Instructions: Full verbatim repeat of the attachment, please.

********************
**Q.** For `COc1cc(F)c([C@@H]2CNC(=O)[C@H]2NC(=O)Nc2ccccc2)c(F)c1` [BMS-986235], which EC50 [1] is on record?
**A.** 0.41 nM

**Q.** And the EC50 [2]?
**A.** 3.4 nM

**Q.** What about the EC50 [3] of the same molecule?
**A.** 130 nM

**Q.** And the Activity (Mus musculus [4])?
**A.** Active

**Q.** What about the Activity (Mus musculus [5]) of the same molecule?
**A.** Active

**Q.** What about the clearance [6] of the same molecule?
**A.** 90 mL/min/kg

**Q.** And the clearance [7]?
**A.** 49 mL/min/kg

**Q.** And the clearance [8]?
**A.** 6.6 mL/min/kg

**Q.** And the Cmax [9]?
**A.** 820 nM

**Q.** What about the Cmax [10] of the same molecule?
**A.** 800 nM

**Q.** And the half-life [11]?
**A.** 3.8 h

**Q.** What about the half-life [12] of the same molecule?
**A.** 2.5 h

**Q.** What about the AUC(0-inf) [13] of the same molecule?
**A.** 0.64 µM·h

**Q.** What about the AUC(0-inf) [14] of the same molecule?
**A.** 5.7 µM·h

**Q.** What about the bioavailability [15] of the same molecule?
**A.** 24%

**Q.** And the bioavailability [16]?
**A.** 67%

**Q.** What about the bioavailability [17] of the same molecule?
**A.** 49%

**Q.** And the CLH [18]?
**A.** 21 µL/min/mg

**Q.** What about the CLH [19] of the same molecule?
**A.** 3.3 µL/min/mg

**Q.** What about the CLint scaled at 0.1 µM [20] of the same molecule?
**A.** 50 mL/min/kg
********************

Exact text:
**Q.** For `COc1cc(F)c([C@@H]2CNC(=O)[C@H]2NC(=O)Nc2ccccc2)c(F)c1` [BMS-986235], which EC50 [1] is on record?
**A.** 0.41 nM

**Q.** And the EC50 [2]?
**A.** 3.4 nM

**Q.** What about the EC50 [3] of the same molecule?
**A.** 130 nM

**Q.** And the Activity (Mus musculus [4])?
**A.** Active

**Q.** What about the Activity (Mus musculus [5]) of the same molecule?
**A.** Active

**Q.** What about the clearance [6] of the same molecule?
**A.** 90 mL/min/kg

**Q.** And the clearance [7]?
**A.** 49 mL/min/kg

**Q.** And the clearance [8]?
**A.** 6.6 mL/min/kg

**Q.** And the Cmax [9]?
**A.** 820 nM

**Q.** What about the Cmax [10] of the same molecule?
**A.** 800 nM

**Q.** And the half-life [11]?
**A.** 3.8 h

**Q.** What about the half-life [12] of the same molecule?
**A.** 2.5 h

**Q.** What about the AUC(0-inf) [13] of the same molecule?
**A.** 0.64 µM·h

**Q.** What about the AUC(0-inf) [14] of the same molecule?
**A.** 5.7 µM·h

**Q.** What about the bioavailability [15] of the same molecule?
**A.** 24%

**Q.** And the bioavailability [16]?
**A.** 67%

**Q.** What about the bioavailability [17] of the same molecule?
**A.** 49%

**Q.** And the CLH [18]?
**A.** 21 µL/min/mg

**Q.** What about the CLH [19] of the same molecule?
**A.** 3.3 µL/min/mg

**Q.** What about the CLint scaled at 0.1 µM [20] of the same molecule?
**A.** 50 mL/min/kg